Did you know that every year food wasted is approximately 300kgs per person?
This is alarming, even though one may argue that it is wet waste, biodegradable and contributes much less to climate change.
Lets not look for excuses for our irresponsible behaviour.
Recently, I went on a weekend monsoon picnic to Lonavala, each of us carried along a few snacks, in the enthusiasm everyone jotted down their home specialties and the snack list finally amounted to more that we would be able to eat, me being me, I made a request on the group chat for everyone to get reduced portions to avoid wastage. One of the girls, (giving her the allowance of being the youngest in the group) popped a message
“Nobody is looking for a moral science lesson, we are done with it.”
It did make my blood boil, but I would not have been true to myself, if I did not make the request.
At the end of the picnic, there were umpteen amounts of leftovers, but because of my request, everyone grabbed bits of leftovers to take home, as the eagle’s eye watched over.
Moral of the story: Do your bit to save food, money and the environment, even if a couple of brickbats fly your way.
Its no secret that shopping for groceries week on week for the major part of your adult life can be a chore that turns into a bore, often making us shop for more than needed to avoid an extra trip to the supermarket, only to realize that by the end of the week your vegetable tray has a couple of rotten or shriveled up vegetables ready for departure in to your bin. (wet garbage I presume)
To put this into perspective, you are throwing out the equivalent of one in every five bags of groceries you purchase.
Now that’s a lot of wastage for the environment and your bank balance.
Make the switch, with these scientific tips to help reduce grocery wastage and fill your pockets as a double whammy.
What’s in my weekly grocery basket?
ONION, POTATO, GARLIC:
The secret to keeping them crisp and fresh is to allow them to breath, store in a cool dry spot, a mesh basket is ideal, no sealed ziplock or plastic wrap.
Raw tomatoes should be stored in one layer, stem side down on a paper towel, once ripe transfer to the fridge in a separate container.
Peel and Slice the ginger and freeze in a reusable ziplock bag, believe it or not, it lasts for three months.
LEMON: always refrigerate in a reusable ziplock bag to prevent drying.
Mushrooms are fungi, they need to be cool and well ventilated, storing them in paper bags versus plastic is a must, or still better, stir-fry them as soon as you get home and store in a container ready to add to any dish.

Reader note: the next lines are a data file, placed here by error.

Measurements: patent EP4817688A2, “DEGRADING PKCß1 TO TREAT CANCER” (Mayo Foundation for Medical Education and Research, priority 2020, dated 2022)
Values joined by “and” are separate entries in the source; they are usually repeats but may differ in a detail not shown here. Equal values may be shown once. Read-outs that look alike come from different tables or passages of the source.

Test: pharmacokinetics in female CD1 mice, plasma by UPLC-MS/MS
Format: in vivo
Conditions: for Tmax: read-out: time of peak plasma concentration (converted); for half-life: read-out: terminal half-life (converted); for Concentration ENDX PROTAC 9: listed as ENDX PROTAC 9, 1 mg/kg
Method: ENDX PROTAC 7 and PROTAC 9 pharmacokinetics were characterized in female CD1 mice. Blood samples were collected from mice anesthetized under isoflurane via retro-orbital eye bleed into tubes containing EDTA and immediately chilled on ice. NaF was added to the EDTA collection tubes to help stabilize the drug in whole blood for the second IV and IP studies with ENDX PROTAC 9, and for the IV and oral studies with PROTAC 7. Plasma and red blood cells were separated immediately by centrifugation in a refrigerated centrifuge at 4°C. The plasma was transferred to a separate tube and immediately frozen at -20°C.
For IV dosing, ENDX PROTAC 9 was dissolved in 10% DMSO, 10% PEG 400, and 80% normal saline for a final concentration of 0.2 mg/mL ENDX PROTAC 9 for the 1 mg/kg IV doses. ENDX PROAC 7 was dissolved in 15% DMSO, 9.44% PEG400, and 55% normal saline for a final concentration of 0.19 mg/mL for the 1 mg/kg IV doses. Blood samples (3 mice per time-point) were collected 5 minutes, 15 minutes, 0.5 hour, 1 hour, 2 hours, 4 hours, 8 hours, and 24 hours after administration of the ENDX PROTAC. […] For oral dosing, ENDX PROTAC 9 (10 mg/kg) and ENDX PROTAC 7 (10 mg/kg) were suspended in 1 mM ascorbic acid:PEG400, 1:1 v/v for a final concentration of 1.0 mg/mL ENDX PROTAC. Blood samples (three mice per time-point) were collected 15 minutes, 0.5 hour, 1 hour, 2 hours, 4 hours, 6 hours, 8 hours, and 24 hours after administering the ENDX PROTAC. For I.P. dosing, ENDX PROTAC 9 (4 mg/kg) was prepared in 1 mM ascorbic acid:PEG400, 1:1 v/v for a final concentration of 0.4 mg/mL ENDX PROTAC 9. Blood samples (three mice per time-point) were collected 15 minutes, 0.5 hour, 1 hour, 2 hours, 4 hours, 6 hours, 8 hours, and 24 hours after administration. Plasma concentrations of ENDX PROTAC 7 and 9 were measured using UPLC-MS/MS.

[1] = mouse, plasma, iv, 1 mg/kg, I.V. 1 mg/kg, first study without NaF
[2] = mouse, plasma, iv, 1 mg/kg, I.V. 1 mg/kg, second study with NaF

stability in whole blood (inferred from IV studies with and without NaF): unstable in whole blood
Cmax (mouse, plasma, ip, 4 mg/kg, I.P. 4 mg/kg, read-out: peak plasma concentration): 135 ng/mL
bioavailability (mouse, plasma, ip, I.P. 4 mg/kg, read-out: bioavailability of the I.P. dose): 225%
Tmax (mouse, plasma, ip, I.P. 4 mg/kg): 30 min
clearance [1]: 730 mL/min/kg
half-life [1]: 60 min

Cut off the heads to make them last longer in the fridge, save the leafy green sprouts to make Vegetable stock, or Pesto sauce or Chimichurri.
Spinach, Kale, Lettuce, Salad leaves, Methi, Bak Choy, Amaranth Leaves.
Wash them in cool water, gentle dry on a kitchen towel or a salad spinner and store them in sealed reusable containers/ zip lock bags in the fridge.
TIP: all the stalks can be collected and made into a flavoursome vegetable stock.
Fresh Coriander, Fresh Mint Leaves, Fresh Curry Leaves, Fresh Parsley, Fresh Basil, Fresh Rosemary, Fresh Oregano.
Keep your herbs like flowers, trim the ends and keep them upright in small jars of water. Soft stem herbs like basil can be kept at room temperature away from heat. They will be happy and perky for longer.
TIP: You may have noticed a waxy covering on your produce, this waxy covering is sprayed on to help prevent bruising and rotting. Do not wash off this covering, until you are ready to cook or eat the fruit or vegetable.
Banana, a tropical fruit, ripens quickly with heat, once ripe you can refrigerate to slow down further ripening, keeping them from getting to the mushy state.
TIP: Most softer fruits and vegetables spoil more rapidly because of surface moulds and fungi. These organisms get into the core of the fruit and vegetables from spores in the air and once they settle in and on the produce they begin to devour the same nutrients for which we buy the produce for ourselves. This means the longer we store produce with their free-loading occupants, the less the nutritional value we get. That is why it is important to wash your raw produce with Potassium Permanganate solution (age old value for money recipe) or ready made organic solutions available online or in your supermarket; Veg wash by PURECULT or BIO- STERILIZER. Wash your produce in the solution as soon as you get home and then refrigerate. The results are amazing;
Berries– Cherries, Blueberries, Raspberries, can last two to eight weeks longer.
Stone Fruit-Apple, Pears, Nectarines, Plums get about the same.
Salad greens (conveniently sprayed rather than dipped) can last months
Zucchini and Squash have made it a record four months.
Loading your crisper drawer (vegetable storage drawer in your fridge) correctly is vital for longevity of your produce.
Do you know that ethylene gas produced by some fruit and vegetables speed up their ripening process- Apple, Cantaloupe, Pear, Avocado, Banana, Tomato, to name a few common ones. If you leave these ethylene gas producing produce alongside fruits and vegetables that are sensitive to Ethylene, the sensitive produce will rot faster than you know it, these include; Mango, Peach, Onion, Cucumber, Asparagus, Grapes, Eggplant.
Remember to load your drawer correctly, separating the gas producing and sensitive produce.
No more tossing bundles of veggies, fruit, herbs in your crisper drawer.
Save your pocket and the environment.
Enjoy the double whammy.